Aquaponics — a New Model for Flower Farming

A Slow Flowers member explains the science and potential for a more sustainable way to farm flowers

Grateful Gardeners_aquaponics
The FIRST bachelor’s button to bloom in the Aquaponics medium at Grateful Gardeners (left); IBC Tote “Chop and Flip” System (right)

Agriculture is steeped in tradition, from the methods by which it is practiced to the kinds of people who practice it. Generations dating back thousands of years have carried on this storied vocation as a badge of honor because it was essential to the survival and expansion of the human population. When you think about how long farming has been omnipresent in nearly every culture throughout history, it’s truly impressive to think it hasn’t changed that much on a broad level. Sure, there have been technological innovations along the way, but in the end it’s still a seed, in soil, watered, fertilized, and harvested. We’ve all been made painfully aware of the impending climate crisis (in truth, we’re already there). The United Nations, amongst other international and national agencies, have singled out agriculture as a leading culprit in accelerating climate change and ecosystem destabilization. The plain fact is farmers can’t just keep doing what they’re doing and expect the planet to tolerate it.

At Grateful Gardeners, we’ve been focused on green methods and growing flowers organically now for more than two years. In all honesty, we would like to push the whole floriculture industry towards more green practices, like how food production has migrated towards organic methods. But unfortunately, because you don’t EAT flowers, regulations have been slow to require restrictions on chemical use, and the almighty dollar has dictated that it’s cheaper to spray and fertilize our way to affordable flowers. And consumers are not aware that there is even a problem, so there is little incentive for a farmer to change. Our goals are then two-fold:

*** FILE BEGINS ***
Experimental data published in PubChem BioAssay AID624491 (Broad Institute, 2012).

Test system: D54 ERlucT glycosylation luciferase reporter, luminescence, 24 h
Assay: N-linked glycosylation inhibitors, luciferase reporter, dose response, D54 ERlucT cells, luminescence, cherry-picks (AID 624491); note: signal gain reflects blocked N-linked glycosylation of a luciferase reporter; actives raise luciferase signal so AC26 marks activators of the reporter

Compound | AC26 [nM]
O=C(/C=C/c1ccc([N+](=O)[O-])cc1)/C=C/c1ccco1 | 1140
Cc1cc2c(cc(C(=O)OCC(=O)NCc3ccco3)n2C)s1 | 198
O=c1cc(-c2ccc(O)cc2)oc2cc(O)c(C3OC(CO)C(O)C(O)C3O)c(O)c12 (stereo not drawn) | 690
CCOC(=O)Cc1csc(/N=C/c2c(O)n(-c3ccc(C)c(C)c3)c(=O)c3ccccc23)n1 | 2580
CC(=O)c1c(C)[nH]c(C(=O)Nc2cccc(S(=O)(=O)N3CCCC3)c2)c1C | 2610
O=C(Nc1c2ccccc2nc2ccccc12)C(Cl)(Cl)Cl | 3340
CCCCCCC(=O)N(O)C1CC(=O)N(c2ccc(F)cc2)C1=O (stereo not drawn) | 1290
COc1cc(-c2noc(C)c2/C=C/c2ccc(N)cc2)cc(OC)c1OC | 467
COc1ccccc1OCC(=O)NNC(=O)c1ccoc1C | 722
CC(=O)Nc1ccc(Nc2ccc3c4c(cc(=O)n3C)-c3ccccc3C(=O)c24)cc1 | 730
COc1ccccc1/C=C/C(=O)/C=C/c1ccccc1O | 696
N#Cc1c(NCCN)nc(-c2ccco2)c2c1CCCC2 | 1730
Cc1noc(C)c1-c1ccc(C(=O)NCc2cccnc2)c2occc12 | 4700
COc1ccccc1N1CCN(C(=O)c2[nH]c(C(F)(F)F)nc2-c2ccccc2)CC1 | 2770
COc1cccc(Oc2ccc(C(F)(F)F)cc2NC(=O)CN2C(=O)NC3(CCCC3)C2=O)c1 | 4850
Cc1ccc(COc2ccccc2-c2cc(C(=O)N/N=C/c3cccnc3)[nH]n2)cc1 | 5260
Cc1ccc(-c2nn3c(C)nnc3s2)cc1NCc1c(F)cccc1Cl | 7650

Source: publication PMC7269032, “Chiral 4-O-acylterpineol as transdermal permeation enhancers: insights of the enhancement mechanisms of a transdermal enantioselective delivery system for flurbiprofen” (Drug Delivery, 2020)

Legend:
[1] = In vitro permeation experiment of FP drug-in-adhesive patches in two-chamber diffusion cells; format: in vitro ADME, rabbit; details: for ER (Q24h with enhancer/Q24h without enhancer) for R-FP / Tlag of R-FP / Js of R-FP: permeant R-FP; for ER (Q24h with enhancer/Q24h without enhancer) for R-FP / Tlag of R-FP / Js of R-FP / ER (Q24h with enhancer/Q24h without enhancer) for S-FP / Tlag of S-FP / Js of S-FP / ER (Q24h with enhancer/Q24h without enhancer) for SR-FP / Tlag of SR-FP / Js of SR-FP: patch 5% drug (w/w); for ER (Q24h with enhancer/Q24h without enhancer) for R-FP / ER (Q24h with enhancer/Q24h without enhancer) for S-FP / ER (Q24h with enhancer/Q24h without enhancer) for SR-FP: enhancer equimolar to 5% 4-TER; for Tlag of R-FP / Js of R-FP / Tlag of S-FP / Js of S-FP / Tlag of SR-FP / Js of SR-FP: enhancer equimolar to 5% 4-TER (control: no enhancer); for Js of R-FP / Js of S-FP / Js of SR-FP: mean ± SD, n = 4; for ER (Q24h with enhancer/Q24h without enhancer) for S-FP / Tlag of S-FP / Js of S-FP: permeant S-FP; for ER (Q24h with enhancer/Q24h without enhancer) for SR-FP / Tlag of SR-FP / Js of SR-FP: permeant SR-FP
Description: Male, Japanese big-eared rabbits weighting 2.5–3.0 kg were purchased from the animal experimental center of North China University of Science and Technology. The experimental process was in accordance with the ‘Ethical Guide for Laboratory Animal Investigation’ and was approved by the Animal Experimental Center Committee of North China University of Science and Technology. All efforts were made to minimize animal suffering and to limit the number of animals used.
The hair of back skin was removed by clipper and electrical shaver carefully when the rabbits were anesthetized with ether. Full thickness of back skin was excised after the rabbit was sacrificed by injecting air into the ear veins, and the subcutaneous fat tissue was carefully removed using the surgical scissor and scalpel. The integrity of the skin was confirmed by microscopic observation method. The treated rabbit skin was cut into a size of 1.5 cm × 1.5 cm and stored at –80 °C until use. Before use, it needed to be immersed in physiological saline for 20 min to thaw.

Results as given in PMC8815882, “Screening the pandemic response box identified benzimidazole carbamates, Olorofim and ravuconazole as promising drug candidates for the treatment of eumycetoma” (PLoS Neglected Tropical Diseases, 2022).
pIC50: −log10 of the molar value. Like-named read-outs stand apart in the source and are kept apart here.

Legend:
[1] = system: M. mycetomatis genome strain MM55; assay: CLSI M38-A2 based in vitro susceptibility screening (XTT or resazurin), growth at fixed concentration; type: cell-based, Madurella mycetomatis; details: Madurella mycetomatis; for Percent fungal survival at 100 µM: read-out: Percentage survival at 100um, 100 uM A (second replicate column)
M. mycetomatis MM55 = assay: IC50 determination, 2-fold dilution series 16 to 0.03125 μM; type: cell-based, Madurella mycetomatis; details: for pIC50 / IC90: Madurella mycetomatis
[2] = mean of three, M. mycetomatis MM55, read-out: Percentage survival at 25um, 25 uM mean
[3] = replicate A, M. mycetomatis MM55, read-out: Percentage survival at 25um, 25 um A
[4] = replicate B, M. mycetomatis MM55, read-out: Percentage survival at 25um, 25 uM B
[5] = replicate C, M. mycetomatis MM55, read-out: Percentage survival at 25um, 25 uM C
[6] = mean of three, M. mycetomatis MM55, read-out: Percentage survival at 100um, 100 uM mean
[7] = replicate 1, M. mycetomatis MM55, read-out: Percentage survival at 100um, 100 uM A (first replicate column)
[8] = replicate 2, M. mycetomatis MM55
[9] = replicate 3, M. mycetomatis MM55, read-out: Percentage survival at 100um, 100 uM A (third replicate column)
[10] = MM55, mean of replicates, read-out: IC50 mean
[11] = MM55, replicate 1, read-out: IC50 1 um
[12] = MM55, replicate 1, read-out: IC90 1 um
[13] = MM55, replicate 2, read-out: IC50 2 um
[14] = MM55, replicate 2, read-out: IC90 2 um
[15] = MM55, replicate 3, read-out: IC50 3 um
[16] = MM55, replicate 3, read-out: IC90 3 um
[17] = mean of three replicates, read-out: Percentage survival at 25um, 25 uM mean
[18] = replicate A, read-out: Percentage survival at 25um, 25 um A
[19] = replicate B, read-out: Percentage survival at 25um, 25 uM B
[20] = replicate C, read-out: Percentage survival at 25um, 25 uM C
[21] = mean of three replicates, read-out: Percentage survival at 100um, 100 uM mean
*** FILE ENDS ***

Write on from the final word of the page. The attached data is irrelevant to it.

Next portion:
• Educate the public and other farmers about the toxicity of standard floriculture practices, and
  • Innovate new green systems for growing superior flowers that ameliorate the impact on the environment and more broadly, the planet.

We are excited to share with you some results and observations we’ve made in the latter. The absolute greenest way to grow a plant that mimics the natural process of nature is in what is termed a “closed system.” Think about any ecosystem in nature untouched by humans; there are plants thriving in almost every biome and they are existing in harmony with the system itself. This is the essence of a closed system, one that doesn’t require external inputs to continue to function. Aquaponics, the growing of fish and plants together in a nearly closed system, is the closest we as farmers can get to this ideal. The basic concept of aquaponics is a symbiotic relationship between three organisms; fish, bacteria, and plants.

Dahjlias in Aquaponics
Dahlias growing in the Aquaponics medium (left); the roots of a dahlia plant (right)

Fish excrete their excess nitrogen into the surrounding water and if a fish continuously does this, in the form of ammonia, into its tank, soon it becomes toxic. Bacteria come in at this point that chemically alter nitrogen into a more manageable form from ammonia; nitrates. Fish can deal with high levels of nitrates, but those nitrates still need to be removed. Which brings us to the last cog in the aquaponics machine, the plants. Plants must absorb nitrogen and their preferred form of nitrogen is, you guessed it, nitrates. The plants clear the water of nitrates and then that purified water is returned to the fish to start the cycle all over again. This is a slight oversimplification of the whole process, so if you want to know more, the Wikipedia page on aquaponics is a great resource.

The modern aquaponic systems that have been developed in recent years are far and away the eco-friendliest way to grow any plant. A list of the advantages of aquaponics will have you wondering why we aren’t doing this on a larger scale; it uses 90% less water than soil based agriculture, plants can grow as much as twice as fast, there is no need for weeding, very few pests to contend with so no spraying, plants can be grown waist height so it’s easier on a farmers body, and of course, in conjunction with a greenhouse, plants can be grown year round. There are some other advantages as well, but these factors are enough to convince us that this approach is worth the effort!